“The US paratroopers sat down with Afghan elders and police to a shared lunch … But … the Americans made an unnerving discovery: a cache of rocket-propelled grenades , mortars, and a land mine.Soldiers, suspicious that the weapons could belong to militants,removed them from the police storage facility. The pleasant mood fostered over a meal was shattered.”

NATO mulls Afghan poppy legalization

I don’t know if I have noted this move. An aid organization has been pushing this idea. This is the first indication I have seen that the officials in NATO and elsewhere are seriously considering this plan. It would be so helpful if the distribution system could be subverted because these are the guys who are making all the money, and it is said they like the instability so support the Taliban.

United Press International

Key NATO members are mulling the legalization of Afghanistan’s opium poppy industry, according to a German news magazine.”
“Instead of selling the poppies to drug lords who make opium and heroin from the raw material, the farmers under the plan would sell them for the same price to an official institution that would relay the poppies to the international pharmaceutical industry, the magazine said.”
“Afghanistan produces close to 90 percent of the world’s opium, the raw material from which heroin is made. Afghanistan’s farmers depend on the income from the poppy production, but the drug business also finances the Taliban in its war against the West.Recent efforts that included burning down the poppy fields — a U.S.initiative — have failed to bring about change.”

Afghanistan’s Wild West

This report reveals how difficult the situation seems to be on the ground in many parts of the country. Various interests are exerting their power, perhaps in some cases in order to keep the country unstable (some Pakistan officials are accused of this), in other cases because old grudges have inspired violence, in other cases because of ethnic tension,and of course in some cases because the Taliban are trying to break down the social order. In the mean time the government seems impotent.

By Sadeq Behnam and Sudabah Afzali
Institute for war and peace reporting

Herat, once the most stable of Afghan provinces, is now becoming increasingly dangerous, and analysts say not all the violence is sponsored by the Taleban.”
“Herat … stands at the crossroads of history, bordering Iran and Turkmenistan. Because of its location, it has been buffeted by various ethnic and religious influences which … are now contributing to rising tensions.”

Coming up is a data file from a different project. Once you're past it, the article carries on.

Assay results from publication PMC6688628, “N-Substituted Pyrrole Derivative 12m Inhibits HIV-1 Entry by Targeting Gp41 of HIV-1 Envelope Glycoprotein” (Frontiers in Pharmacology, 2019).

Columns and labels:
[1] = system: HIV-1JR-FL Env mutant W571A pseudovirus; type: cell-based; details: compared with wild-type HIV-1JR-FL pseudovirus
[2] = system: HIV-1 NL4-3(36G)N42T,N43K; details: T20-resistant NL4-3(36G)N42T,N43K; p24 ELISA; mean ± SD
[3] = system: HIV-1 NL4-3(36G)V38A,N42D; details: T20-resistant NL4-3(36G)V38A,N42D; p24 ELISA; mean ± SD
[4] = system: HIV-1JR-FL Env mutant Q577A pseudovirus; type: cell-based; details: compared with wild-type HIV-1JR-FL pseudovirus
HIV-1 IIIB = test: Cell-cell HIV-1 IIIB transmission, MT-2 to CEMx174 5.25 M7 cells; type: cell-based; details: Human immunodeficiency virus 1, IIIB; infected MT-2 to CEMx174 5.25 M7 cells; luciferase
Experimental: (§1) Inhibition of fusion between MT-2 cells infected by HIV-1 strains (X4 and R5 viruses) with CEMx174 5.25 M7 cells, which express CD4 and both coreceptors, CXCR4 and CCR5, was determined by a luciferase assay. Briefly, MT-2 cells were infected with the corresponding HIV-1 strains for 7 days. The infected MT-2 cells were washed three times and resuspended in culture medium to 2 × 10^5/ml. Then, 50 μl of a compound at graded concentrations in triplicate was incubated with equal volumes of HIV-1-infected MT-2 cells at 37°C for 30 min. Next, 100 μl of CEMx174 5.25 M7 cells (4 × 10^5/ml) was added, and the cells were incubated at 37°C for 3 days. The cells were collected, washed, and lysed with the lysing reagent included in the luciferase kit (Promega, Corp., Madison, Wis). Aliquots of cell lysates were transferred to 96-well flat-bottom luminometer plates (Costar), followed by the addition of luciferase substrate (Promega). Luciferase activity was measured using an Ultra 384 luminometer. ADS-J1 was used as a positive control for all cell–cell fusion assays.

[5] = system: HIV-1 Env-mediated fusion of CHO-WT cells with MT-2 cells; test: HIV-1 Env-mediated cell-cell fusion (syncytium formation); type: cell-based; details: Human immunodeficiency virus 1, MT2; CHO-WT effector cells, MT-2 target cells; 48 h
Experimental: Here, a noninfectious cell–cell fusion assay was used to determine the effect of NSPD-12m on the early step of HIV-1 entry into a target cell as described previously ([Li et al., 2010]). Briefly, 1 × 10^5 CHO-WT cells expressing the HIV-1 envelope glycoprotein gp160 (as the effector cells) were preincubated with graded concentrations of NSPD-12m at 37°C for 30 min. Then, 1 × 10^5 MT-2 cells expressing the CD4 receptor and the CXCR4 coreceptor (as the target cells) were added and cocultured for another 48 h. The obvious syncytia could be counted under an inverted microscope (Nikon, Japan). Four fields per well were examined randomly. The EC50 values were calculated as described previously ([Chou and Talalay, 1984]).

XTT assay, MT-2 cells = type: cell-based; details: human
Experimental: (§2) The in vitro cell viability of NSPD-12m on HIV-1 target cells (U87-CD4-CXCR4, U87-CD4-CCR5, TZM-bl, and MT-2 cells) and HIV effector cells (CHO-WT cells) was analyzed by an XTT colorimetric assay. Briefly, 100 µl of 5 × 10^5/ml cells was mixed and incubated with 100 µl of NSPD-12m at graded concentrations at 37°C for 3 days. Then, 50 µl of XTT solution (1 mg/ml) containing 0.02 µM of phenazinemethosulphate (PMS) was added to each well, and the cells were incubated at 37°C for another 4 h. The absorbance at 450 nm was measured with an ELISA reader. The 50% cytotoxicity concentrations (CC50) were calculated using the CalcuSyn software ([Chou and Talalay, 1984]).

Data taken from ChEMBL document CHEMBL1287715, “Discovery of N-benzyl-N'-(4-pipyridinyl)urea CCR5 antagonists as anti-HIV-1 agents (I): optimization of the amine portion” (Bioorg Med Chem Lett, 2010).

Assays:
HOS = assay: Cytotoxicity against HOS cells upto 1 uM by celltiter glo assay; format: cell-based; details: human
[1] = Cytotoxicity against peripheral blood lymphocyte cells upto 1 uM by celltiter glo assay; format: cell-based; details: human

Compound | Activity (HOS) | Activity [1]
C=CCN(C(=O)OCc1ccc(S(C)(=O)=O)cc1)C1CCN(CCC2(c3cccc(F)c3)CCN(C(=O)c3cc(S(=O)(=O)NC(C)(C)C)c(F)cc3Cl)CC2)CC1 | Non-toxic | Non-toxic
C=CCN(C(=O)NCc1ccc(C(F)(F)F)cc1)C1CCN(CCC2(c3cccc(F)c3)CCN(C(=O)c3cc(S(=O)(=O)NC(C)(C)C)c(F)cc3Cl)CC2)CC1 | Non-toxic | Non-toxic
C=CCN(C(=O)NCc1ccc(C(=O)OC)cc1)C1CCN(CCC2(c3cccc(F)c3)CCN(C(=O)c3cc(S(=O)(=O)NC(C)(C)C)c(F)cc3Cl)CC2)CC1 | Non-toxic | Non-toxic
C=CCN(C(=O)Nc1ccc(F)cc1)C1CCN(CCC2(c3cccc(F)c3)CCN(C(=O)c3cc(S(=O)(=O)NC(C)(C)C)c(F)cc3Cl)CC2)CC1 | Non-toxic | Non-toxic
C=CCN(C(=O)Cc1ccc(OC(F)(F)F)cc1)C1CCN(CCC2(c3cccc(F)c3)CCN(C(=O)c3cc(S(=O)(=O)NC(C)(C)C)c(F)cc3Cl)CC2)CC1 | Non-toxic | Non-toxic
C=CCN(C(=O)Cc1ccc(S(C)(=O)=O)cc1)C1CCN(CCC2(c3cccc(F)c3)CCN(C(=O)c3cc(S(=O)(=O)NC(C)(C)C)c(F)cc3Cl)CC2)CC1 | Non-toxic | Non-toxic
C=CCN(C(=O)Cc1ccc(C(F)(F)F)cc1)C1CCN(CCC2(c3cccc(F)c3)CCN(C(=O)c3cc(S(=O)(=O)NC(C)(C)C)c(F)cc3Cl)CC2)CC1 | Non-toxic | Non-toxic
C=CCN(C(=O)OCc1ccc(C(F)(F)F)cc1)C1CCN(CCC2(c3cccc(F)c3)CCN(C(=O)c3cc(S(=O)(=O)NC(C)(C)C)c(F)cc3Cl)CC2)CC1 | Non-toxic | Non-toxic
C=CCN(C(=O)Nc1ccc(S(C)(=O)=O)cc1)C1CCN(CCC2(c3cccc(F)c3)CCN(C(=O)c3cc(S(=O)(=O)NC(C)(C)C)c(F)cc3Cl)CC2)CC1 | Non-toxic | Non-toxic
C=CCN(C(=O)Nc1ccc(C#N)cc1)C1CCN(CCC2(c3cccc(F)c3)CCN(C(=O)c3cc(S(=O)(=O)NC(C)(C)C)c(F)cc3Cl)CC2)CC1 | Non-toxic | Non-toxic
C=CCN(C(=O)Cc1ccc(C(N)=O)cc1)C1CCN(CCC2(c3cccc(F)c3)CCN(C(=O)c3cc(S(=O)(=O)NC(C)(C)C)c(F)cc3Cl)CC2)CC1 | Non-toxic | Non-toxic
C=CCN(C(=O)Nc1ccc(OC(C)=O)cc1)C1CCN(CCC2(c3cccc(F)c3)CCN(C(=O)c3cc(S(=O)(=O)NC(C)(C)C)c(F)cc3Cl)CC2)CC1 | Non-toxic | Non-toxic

“In the past 12 months, more than 50 people have been killed and at least 100 wounded …”
“The Afghan government has sought to blame much of the violence on the Taleban-led insurgency … But local analysts and residents are not convinced.”
” ‘Herat contains jihadi elements who hate the government because they have lost their jobs’ “
“The term ‘jihadis’ applies to the various armed factions which emerged from the anti-Soviet mujahedin to fight first against each other in the early Nineties, and later against the Taleban. Many of their leaders are still prominent political figures.”
” ‘People who have designs against the government are able to cover their tracks, so everything gets blamed on the Taleban’ “
” ‘The most worrying aspect of this is that the police and army also contain elements that are against the government. They have links with the opposition…’ “
“Iranian influence can be felt in the Shia community, and there has been some violence on religious grounds”
” ‘There are political groups besides the Taleban who are attempting to destabilise the situation in Herat,’ said police spokesman Colonel Norkhan Nikzad.”

Afghan hearts and minds refuse to be won

So much depends on what we make of what we hear. This journalist seems to be hearing that people are turning to the Taliban, but the specific information he gives is that people are mainly eager to carry on their lives without the disruption of a war. They would like the Afghanistan government or NATO to stabilize their world. I continue to doubt that many of the people in the southern and eastern part of Afghanistan, the Pushtun areas, really want to return to the days of Taliban control. They would like the stability that for a time at least they enjoyed under the Taliban, but do they really want Taliban rules? I wonder. It is important to recognize that in the north the problems are different.There appears to be no sign there of a yearning for Taliban-like days. But they are likely to say what these Pushtun people say: Why doesn’t the government provide services and protection?